This specimen was taken at sugar bait along the Tuscarawas River. It is a female, possibly an undescribed species very close to Lithophane scottae. It may actually be Lithophane scottae, but will remain unidentified for now. It may be the same species as the male specimen taken on Nov. 23, 2014 at the same location.
A native non-parasitic lamprey that loves sandy stream bottoms
Upland southern edge of field b
Panzner b in 30cm water with thick lemna and water meal. Couldn't reach many specimens and hard to get a good photo. I think it would be common bladderwort but need to get it to a key to check
Panzner field b. common in patches
standing in grass by road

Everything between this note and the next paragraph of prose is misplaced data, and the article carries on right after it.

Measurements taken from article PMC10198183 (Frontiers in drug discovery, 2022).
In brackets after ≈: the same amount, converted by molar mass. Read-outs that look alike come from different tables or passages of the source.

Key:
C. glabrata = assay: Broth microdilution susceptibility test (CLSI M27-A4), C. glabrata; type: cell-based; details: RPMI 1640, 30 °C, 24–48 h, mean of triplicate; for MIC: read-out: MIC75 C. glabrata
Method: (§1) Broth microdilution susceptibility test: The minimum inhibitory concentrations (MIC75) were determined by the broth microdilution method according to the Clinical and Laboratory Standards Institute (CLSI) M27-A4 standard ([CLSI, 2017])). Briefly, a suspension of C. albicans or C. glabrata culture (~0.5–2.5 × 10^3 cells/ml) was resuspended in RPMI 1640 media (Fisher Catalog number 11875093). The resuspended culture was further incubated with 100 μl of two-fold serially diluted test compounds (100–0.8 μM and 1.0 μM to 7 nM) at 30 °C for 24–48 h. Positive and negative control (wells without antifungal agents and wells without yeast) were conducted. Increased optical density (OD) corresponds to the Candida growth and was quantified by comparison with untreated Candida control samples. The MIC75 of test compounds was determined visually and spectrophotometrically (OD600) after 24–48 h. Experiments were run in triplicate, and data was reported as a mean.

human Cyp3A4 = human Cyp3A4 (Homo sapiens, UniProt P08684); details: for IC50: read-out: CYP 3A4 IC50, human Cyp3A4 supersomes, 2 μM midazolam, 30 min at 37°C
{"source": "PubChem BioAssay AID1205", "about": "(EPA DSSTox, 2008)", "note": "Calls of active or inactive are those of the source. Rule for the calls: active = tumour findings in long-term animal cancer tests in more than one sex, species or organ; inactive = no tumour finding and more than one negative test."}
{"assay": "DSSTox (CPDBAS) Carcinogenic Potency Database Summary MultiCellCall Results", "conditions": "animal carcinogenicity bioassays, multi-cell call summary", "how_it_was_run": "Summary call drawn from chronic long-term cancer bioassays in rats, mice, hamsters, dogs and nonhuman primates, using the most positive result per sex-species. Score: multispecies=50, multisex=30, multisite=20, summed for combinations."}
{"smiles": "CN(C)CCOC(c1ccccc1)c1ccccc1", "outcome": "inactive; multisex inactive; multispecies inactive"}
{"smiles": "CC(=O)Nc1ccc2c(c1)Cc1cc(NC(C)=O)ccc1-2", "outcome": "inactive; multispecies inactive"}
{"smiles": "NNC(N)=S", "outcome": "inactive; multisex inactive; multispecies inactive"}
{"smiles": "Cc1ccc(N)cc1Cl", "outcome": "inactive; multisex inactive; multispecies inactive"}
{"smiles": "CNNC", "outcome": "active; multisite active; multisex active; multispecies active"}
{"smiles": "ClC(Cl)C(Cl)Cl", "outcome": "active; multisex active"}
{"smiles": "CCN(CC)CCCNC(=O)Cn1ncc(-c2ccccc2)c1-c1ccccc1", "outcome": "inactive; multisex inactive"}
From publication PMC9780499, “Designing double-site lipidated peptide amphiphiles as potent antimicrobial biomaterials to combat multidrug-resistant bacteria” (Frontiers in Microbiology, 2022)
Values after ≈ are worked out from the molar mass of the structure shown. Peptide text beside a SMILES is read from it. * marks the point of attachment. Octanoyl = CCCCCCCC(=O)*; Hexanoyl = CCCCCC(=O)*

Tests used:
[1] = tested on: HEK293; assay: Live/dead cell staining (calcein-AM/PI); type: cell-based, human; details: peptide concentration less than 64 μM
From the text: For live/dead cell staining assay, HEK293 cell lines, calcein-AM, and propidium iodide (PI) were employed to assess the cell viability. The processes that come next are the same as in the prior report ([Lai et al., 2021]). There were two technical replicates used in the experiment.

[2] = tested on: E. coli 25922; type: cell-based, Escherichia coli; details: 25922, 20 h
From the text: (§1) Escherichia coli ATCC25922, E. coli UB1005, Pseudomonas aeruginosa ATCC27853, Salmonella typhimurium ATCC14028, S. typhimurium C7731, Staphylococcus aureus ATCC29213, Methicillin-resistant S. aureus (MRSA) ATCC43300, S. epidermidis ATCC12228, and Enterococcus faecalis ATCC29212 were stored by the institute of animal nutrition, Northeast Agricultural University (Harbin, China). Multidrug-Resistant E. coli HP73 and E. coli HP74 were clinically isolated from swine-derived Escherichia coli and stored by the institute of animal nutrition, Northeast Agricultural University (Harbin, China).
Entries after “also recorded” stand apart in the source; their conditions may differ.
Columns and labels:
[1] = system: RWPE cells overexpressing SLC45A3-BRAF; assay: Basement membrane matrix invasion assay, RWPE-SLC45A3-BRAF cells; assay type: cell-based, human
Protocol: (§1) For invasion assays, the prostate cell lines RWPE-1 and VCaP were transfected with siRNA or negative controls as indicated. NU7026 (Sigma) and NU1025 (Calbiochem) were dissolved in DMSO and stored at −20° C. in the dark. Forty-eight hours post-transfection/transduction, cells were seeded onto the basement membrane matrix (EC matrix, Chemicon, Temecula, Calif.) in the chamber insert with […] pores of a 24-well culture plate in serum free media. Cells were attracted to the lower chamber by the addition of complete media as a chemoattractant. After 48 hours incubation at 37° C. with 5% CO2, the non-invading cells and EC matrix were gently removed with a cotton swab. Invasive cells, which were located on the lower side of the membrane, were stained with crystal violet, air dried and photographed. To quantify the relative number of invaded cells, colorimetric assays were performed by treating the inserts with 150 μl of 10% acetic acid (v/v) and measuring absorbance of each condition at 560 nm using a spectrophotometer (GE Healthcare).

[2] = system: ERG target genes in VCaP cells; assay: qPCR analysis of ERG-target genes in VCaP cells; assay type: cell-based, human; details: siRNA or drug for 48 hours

Panzner Wetland Field E in restored emergent wetland (SE corner, only one I saw). This keys out to either lupuliniformis or or lupulina, but am not sure whether the edges on the aches have a prominent enough knob to be the former. I included a second photo with a closeup (iphone through microscope eyepiece) of an achene, hoping someone with more experience can tell which.
My impression of the plant in the field was that it looked different than the Lupulina I've seen before - perigynia point more forward, I think, coarser.
Panzner Field B at ground level. Uncooperative seedling prevents a good view of the eyes, but didn't want to disturb him
In Field B (emergent wetland), on Typha at eye level
Patches growing along the Tuscarawas River in the Metropark.